Above fig. illustrates this process. At the start, the tracker computes the predicted position (and velocity) of the object on each established trajectory. In this example, there are two established trajectories, L1 and L2. X1, X2, and X3 are the measured values given by three track records. X1 is assigned to L1 because it is within distance G from L1. X3 is assigned to both L1 and L2 for the same reason. On the other hand, X2 is not assigned to any of the trajectories. It represents either a false return or a new object. Since it is not possible to distinguish between these two cases, the tracker hypothesizes that X2 is the position of a new object. Subsequent radar data will allow the tracker to either validate or invalidate this hypothesis. In the latter case, the tracker will discard this trajectory from further consideration.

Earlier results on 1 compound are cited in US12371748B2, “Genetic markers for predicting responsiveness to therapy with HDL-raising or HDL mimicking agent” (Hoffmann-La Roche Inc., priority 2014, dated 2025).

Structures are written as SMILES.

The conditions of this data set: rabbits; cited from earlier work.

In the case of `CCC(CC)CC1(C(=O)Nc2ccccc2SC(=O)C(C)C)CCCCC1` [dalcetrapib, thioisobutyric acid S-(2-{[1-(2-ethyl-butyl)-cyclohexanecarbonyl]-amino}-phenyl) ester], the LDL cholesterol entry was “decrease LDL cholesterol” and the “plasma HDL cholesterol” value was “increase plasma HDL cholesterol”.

The tracking process completes if, after gating, every measured value is assigned to at most one trajectory and every trajectory is assigned at most one measured value. This is likely to be case when (1) the radar signal is strong and interference is low (and hence false returns are few) and (2) the density of objects is low. Under adverse conditions, the assignment produced by gating may be ambiguous, that is, some measured value is assigned to more than one trajectory or a trajectory is assigned more than one measured value. The data association step is then carried out to complete the assignments and resolve ambiguities.